With a warm-up in the forecast, spring fieldwork like cover crop termination will begin when fields are fit. While some farmers may opt to use mechanical methods of cover crop termination like tillage or roller-crimping, chemical termination is the most common and often most effective way to kill a cover crop in preparation for the following cash crop. With the high cost and tight supply of inputs, we’ve compiled some tips to make cover crop termination is effective.
Glyphosate is the most consistent product
Glyphosate is the most consistent product in the cool and often fluctuating spring temperatures. Because of this, if a farmer has limited availability of glyphosate the burndown applications should be prioritized. If cereal rye or other grass species are seeded with a legume, inclusion of 2,4-D or dicamba with glyphosate will improve consistency of control of the broadleaf. This addition can also be helpful when broadleaf winter annuals are present.
Choose an appropriate glyphosate rate for the size and condition of the cover crop. In the past, we’ve always recommended using a 1 lb acid equivalent (a.e.) rate, but this is a generous rate to account for spring weather, variation in cover crop size, and the addition of tank mix partners. A rate of 0.75 lb a.e. should be sufficient to kill a small (<18”) cereal rye cover crop if applications are made during favorable growing conditions and best management practices are followed (appropriate additives, good coverage, etc.). Consider these BMPs:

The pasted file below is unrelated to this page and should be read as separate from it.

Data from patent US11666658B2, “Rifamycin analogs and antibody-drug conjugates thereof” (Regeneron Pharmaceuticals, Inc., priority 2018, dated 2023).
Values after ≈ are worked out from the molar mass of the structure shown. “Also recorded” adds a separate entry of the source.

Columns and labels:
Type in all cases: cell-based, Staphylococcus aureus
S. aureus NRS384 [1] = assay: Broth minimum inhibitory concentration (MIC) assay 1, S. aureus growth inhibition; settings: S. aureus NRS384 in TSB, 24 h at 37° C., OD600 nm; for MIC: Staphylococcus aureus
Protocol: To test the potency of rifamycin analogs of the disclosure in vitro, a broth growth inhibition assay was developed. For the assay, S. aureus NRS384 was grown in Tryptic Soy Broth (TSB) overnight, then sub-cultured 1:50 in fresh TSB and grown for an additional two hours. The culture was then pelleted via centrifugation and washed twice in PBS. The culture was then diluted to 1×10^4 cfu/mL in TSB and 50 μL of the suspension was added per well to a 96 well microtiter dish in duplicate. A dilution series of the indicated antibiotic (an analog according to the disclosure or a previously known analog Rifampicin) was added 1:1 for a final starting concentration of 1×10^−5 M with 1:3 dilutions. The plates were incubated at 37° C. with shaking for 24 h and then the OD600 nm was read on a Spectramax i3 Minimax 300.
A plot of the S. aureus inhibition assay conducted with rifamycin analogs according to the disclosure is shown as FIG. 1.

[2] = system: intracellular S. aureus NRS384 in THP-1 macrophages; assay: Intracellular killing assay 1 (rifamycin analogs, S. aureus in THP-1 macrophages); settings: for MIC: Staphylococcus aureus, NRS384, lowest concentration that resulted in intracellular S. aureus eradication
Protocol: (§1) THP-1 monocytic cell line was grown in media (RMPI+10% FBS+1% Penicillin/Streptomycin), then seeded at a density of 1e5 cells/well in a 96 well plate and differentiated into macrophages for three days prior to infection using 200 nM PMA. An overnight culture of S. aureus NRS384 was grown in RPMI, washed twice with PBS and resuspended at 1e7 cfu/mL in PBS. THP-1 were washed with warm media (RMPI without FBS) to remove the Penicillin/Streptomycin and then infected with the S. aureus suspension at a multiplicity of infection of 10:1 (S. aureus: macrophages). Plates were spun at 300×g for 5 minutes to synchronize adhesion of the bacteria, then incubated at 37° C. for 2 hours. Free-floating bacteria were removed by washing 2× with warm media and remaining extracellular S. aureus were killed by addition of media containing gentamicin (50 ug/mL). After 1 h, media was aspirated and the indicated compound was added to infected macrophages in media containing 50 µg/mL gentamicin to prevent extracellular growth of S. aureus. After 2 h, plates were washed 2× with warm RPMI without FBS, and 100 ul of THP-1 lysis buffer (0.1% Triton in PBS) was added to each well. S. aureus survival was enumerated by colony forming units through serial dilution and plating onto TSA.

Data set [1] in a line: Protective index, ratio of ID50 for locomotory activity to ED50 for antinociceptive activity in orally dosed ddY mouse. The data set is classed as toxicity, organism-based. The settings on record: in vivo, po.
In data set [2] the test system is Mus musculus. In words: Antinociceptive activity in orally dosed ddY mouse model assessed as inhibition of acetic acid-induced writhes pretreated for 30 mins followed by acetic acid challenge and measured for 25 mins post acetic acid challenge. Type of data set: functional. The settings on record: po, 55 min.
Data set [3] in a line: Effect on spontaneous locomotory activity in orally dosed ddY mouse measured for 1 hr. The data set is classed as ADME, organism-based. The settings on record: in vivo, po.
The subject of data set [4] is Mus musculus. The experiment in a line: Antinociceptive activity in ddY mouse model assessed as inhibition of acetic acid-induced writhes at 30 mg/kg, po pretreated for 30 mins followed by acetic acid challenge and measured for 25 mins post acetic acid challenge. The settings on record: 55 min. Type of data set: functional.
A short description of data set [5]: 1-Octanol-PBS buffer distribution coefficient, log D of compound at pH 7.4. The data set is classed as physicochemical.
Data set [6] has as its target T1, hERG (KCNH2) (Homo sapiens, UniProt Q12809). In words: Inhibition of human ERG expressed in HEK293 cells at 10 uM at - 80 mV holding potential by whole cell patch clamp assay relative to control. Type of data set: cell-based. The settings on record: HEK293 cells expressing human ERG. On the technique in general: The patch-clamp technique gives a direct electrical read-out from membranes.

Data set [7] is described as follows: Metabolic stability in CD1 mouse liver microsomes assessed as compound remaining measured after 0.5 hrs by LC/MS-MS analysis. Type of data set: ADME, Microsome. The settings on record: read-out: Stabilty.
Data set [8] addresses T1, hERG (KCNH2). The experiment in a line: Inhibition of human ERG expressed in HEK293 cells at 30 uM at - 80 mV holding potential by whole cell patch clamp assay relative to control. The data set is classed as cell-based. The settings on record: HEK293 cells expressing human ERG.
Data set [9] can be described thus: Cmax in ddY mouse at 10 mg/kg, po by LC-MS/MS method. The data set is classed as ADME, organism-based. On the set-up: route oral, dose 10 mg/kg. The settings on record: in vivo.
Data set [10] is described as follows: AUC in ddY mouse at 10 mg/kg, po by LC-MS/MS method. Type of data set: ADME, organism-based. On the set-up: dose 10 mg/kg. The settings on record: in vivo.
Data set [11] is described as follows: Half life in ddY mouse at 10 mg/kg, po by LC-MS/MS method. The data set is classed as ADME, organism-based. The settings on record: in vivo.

- Pre-treat water with ammonium sulfate (AMS) to reduce hard water issues
- Choose nozzles and carrier volume to prioritize coverage
- Follow label directions for adjuvants and tank mix partners
- Use caution with 'hot' mixes that may burn leaf tissue and reduce translocation of glyphosate
- Spray in the middle of a sunny, warm (>60F) day with a 3-5 day forecast that doesn’t get below 40F if possible
If you’re using a new glyphosate product or adjusting the rate from prior years, use the “Glyphosate math” blog to determine the equivalent rate of the new glyphosate product.
If a farmer is unable to secure glyphosate this spring, paraquat or some group 1 herbicides are possible alternatives, although research continues to show they provide less consistent control than glyphosate. These products are more likely to be effective when weather conditions are favorable. The addition of metribuzin or atrazine to paraquat will improve consistency. Both paraquat and group 1 products list volunteer cereal grasses on the labels for burndown and applications are most effective on cereals less than 6 inches tall. Some farmers in Iowa have also noted that paraquat can hasten rye maturity when applications are made to headed-out plants prior to planting soybean. In general, researchers have noted mixed success with the group 1 products. Applications to large cereal grasses often result in a slower death than with glyphosate, and cereal rye remaining more upright than when terminated with glyphosate. Check out this cover crop termination article to see some data related to glyphosate and alternatives for control.
Other researchers have done an excellent job in discussing specific considerations for termination in individual crops and for those with multi-species mixes. In particular, Bill Johnson, Marcelo Zimmer, and Bryan Young with Purdue University wrote an article last fall on planning for termination of multispecies cover crop mixtures that may be useful.
Always look at the herbicide labels for directions and any restrictions for the subsequent crop. A quick and easy place to look up herbicide labels is www.cdms.net or www.greenbook.net.
Additional information on cover crop termination: